ABSORBED IN THE GOSPEL

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One of my favorite (and I think best books on the Gospel!) is A Gospel Primer for Christians: Learning to See the Glories of God’s Love. Please, please, please: don’t let the cover fool you! This book is Gospel gold. I cannot stress enough the importance of this book in helping me “rediscover” the Gospel in 2008. I was burdened under the weight of sin and constantly running on what Jerry Bridges calls the “performance treadmill”- trying to earn God’s love through my obedience. Of course, I failed repeatedly, therefore, I felt God was always mad at me. And then this book came along. I will be forever grateful for what Milton Vincent has done in this book. In this book he explains how absorbing the Gospel gives believers perspective and enables them to find contentment in any situation:

The more absorbed I am in the gospel, the more grateful I become in the midst of my circumstances, whatever they may be.

Viewing life’s blessings as water in a drinking cup, I know that I discontentedly focus on the half of the cup that seems empty, or I could gratefully focus on the half that is full. Certainly, the latter approach is the better of the two, yet the gospel cultivates within me a richer gratitude than this.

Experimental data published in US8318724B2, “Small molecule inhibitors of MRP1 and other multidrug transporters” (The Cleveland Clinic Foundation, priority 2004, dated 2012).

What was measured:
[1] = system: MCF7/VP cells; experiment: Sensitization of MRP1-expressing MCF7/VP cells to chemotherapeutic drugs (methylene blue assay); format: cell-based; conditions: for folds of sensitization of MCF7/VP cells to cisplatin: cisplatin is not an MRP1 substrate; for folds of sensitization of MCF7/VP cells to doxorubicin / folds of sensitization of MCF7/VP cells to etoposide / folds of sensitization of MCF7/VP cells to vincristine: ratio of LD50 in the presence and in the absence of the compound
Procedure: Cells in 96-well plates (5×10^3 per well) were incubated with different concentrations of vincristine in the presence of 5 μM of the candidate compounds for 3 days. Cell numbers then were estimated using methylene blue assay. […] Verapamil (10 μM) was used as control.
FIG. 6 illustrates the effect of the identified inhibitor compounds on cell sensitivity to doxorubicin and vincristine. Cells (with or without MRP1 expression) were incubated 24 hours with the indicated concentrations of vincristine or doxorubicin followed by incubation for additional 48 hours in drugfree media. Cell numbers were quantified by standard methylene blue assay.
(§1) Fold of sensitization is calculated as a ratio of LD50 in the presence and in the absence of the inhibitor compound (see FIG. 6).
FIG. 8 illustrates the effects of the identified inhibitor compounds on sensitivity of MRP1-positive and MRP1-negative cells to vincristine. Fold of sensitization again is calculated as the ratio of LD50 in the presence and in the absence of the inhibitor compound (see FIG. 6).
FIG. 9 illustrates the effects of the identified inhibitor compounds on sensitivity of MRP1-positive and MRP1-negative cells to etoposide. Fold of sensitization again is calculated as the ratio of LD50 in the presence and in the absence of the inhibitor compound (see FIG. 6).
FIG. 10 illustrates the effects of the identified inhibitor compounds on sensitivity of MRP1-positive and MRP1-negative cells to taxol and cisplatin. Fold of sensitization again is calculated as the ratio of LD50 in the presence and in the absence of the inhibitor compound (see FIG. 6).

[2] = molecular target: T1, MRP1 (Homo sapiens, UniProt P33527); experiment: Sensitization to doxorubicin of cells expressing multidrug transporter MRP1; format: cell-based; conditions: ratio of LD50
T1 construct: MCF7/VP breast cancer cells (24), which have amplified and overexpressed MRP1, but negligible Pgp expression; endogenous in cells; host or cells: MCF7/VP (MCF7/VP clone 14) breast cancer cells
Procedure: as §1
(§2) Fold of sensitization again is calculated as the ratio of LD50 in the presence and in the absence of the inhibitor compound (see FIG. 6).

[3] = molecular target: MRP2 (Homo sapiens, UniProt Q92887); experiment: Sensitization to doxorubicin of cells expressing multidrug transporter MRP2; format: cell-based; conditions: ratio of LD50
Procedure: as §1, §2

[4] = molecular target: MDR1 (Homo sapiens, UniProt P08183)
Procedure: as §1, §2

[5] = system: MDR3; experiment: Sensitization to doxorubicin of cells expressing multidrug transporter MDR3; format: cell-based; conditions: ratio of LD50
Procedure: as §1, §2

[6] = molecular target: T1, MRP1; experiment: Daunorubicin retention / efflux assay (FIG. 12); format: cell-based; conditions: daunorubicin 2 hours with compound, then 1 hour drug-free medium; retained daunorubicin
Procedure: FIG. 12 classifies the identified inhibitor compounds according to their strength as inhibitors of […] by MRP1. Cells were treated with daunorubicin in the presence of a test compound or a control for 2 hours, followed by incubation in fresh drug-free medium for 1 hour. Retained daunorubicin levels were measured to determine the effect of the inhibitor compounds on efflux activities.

The gospel reminds me first that what I actually deserve from God is a full cup churning with the torments of His wrath. This is the cup that would be mine to drink if I were given what I deserve each day. With this understanding in mind, I see that to be handed a completely empty cup from God would be cause enough for infinite gratitude. If there were merely the tiniest drop of blessing contained in that otherwise empty cup, I should be blown away by the unbelievable kindness of God toward me. That God, in fact, has given me a cup that is full of “every spiritual blessing in Christ,” and this without the slightest admixture of wrath, leaves me truly dumbfounded with inexpressible joy. As for my specific earthly circumstances of plenty or want, I can see them always as infinite improvements on the hell I deserve.

When I look at any circumstance that God apportions me, I am first grateful for the wrath I am not receiving in that moment. (The empty part of the cup never looked so good!)

Secondly, I am grateful for the blessings that are given to me instead of His wrath. (Life’s blessings, however small, always appear exceedingly precious when viewed against the backdrop of the wrath I deserve.) This two-layered gratitude disposes my heart to give thanks in all things and it also lends a certain intensity to my giving of thanks. Such a gospel-generated gratitude glorifies God, contributes to peace of mind, and keeps my foot from the path of foolishness and ruin.

Give thanks to God today that Jesus absorbed all of God’s wrath against you that you might absorb the Gospel in Him. As Steve Brown likes to say, “God’s not mad at you, Christian!” Thank God, He isn’t!

Truly dumbfounded with inexpressible joy,
Benji

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